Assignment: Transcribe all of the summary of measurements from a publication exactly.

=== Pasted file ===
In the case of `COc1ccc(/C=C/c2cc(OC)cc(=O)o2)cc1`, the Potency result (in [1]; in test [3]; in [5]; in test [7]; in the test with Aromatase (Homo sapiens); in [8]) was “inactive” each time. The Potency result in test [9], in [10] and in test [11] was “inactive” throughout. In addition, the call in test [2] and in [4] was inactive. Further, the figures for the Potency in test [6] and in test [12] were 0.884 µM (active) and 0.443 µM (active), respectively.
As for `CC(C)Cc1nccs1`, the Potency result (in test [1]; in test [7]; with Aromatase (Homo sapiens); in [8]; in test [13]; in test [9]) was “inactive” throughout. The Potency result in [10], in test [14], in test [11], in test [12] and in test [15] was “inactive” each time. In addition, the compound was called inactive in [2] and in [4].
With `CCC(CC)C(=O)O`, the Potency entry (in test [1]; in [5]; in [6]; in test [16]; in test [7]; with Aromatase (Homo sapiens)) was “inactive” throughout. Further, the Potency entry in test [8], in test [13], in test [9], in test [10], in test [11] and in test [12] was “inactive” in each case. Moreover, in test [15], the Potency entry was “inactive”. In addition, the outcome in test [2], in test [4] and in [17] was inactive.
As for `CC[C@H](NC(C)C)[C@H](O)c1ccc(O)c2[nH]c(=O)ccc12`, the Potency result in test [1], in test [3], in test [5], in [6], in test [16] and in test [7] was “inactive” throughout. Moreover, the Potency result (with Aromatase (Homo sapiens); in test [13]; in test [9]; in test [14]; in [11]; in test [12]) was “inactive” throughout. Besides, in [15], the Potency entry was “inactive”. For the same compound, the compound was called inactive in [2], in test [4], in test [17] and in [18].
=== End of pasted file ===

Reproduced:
In the case of `COc1ccc(/C=C/c2cc(OC)cc(=O)o2)cc1`, the Potency result (in [1]; in test [3]; in [5]; in test [7]; in the test with Aromatase (Homo sapiens); in [8]) was “inactive” each time. The Potency result in test [9], in [10] and in test [11] was “inactive” throughout. In addition, the call in test [2] and in [4] was inactive. Further, the figures for the Potency in test [6] and in test [12] were 0.884 µM (active) and 0.443 µM (active), respectively.
As for `CC(C)Cc1nccs1`, the Potency result (in test [1]; in test [7]; with Aromatase (Homo sapiens); in [8]; in test [13]; in test [9]) was “inactive” throughout. The Potency result in [10], in test [14], in test [11], in test [12] and in test [15] was “inactive” each time. In addition, the compound was called inactive in [2] and in [4].
With `CCC(CC)C(=O)O`, the Potency entry (in test [1]; in [5]; in [6]; in test [16]; in test [7]; with Aromatase (Homo sapiens)) was “inactive” throughout. Further, the Potency entry in test [8], in test [13], in test [9], in test [10], in test [11] and in test [12] was “inactive” in each case. Moreover, in test [15], the Potency entry was “inactive”. In addition, the outcome in test [2], in test [4] and in [17] was inactive.
As for `CC[C@H](NC(C)C)[C@H](O)c1ccc(O)c2[nH]c(=O)ccc12`, the Potency result in test [1], in test [3], in test [5], in [6], in test [16] and in test [7] was “inactive” throughout. Moreover, the Potency result (with Aromatase (Homo sapiens); in test [13]; in test [9]; in test [14]; in [11]; in test [12]) was “inactive” throughout. Besides, in [15], the Potency entry was “inactive”. For the same compound, the compound was called inactive in [2], in test [4], in test [17] and in [18].